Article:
On May 23, 2012 9:14 AM, "Tedd Sperling" <t...@sperling.com> wrote:
> Hi gang:
> On May 21, 2012, at 8:32 PM, tamouse mailing lists wrote:
> >  A rule of thumb is no more than 50 lines per
> > function, most much less. Back in the day when we didn't have nifty
> > gui screens and an 24 line terminals (yay green on black!), if a
> > function exceeded one printed page, it was deemed too long and marked
> > for refactoring.
> You hit upon a theory of mine -- and that is our functions grow in size
up to our ability to view them in their totality. When our functions get
beyond that limit, we tend to refactor and reduce.
> I know from the last several decades of programming, my functions have
increased in number of lines. But, they have reached a limit that limit is
generally about the number of lines I can read in half of my monitor's
height. This of course, is dependent on monitor resolution, font-size, and
how far I am sitting from the monitor. But I think this is a natural and
physical limit that we don't normally recognize. I can cite studies that
support my theory.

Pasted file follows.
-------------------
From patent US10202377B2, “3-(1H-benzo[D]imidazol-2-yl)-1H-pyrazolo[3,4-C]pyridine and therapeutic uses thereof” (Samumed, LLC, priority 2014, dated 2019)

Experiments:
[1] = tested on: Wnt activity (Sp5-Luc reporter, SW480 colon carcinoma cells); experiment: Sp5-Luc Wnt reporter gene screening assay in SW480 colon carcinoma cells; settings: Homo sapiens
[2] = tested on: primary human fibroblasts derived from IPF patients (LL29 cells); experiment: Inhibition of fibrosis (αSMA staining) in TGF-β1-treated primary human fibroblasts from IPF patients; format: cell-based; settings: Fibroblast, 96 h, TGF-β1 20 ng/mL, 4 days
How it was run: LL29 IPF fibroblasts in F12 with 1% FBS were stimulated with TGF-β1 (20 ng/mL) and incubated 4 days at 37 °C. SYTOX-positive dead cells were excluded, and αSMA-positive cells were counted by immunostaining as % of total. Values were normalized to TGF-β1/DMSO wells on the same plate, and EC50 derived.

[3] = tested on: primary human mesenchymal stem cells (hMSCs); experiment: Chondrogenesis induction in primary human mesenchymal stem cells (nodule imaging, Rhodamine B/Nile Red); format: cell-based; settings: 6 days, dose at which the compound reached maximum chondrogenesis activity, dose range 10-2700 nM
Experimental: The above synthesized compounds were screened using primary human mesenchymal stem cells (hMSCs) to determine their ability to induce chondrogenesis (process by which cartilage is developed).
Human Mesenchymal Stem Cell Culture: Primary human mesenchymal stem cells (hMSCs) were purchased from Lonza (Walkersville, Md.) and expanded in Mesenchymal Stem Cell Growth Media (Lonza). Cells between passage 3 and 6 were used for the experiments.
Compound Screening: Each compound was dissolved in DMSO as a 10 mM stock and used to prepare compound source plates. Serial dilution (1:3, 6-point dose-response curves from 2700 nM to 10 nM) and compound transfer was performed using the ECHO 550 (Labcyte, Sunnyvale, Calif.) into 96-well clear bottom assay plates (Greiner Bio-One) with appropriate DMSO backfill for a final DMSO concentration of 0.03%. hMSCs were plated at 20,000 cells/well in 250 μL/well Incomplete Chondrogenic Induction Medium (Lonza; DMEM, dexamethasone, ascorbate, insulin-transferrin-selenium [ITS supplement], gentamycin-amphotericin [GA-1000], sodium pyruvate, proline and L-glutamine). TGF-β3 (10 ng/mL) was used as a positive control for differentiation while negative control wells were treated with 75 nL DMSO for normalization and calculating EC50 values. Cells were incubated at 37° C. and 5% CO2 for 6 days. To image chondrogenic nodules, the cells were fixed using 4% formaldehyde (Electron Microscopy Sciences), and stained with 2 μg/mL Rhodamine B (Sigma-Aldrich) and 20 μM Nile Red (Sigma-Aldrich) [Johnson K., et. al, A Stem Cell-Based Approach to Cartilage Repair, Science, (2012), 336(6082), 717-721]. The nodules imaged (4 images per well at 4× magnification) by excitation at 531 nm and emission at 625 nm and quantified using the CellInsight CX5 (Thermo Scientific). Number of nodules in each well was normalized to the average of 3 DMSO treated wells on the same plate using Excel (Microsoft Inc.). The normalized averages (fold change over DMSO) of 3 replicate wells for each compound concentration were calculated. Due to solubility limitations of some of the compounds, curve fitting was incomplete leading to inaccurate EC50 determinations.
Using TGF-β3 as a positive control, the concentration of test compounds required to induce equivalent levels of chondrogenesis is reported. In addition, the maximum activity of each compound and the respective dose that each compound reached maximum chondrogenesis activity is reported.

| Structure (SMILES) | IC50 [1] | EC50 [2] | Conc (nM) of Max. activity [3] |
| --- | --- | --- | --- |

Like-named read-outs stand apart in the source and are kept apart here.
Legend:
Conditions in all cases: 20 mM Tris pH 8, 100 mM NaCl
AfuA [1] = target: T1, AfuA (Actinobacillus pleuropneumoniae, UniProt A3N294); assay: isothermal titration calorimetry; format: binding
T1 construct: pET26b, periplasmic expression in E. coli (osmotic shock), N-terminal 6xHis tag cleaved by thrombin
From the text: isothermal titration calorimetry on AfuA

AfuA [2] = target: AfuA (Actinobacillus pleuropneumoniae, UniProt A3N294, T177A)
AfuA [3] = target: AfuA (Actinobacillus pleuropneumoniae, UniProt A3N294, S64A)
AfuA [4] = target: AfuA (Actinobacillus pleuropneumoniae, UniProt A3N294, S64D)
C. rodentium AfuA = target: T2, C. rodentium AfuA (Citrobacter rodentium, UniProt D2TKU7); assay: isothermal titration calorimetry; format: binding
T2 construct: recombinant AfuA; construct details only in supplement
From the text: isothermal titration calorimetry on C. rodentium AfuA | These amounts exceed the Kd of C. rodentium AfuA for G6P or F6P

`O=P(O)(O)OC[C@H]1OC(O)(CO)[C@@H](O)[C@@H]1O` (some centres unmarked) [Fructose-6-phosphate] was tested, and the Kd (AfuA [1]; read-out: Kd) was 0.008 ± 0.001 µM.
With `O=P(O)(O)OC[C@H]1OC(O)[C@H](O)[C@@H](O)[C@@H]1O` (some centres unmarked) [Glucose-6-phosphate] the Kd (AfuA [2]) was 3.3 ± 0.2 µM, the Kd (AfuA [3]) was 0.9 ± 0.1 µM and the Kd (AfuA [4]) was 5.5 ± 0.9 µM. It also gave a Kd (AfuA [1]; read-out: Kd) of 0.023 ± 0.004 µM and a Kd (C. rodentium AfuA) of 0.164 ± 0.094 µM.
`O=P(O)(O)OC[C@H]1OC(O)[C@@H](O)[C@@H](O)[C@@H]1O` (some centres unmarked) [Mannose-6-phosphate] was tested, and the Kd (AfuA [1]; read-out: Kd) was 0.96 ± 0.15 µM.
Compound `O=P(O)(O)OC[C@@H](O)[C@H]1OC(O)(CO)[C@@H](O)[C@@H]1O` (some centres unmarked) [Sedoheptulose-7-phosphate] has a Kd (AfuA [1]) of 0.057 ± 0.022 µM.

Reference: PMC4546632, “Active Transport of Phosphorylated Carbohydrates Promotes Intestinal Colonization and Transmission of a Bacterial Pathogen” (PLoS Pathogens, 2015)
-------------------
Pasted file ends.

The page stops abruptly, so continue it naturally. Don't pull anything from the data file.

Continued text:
> It would be an interesting survey to ask programmers to review their code
and provide the average number of lines in their functions AND how many
lines of code their monitor's can display. In other words, look at your
editor; count the number of lines your monitor can display; estimate the
number of lines in your average function; and report the findings.  For
example, mine is about half -- my monitor can display 55 lines of code and
my average function is around 25 lines. YMMV.
> Interesting, yes?
> Cheers,
> tedd
> _____________________
> tedd.sperl...@gmail.com
> http://sperling.com

Yes, I think that is *exactly* the criterion-- not a mystery or an emergent
thing, really, was a pretty expicit reasoning--being able to see/scan the
entire function on one page (or now in one screenful) makes it much easier
to see what happens in the function, where blocks open/close, and it forces
one to break up code into logical units.

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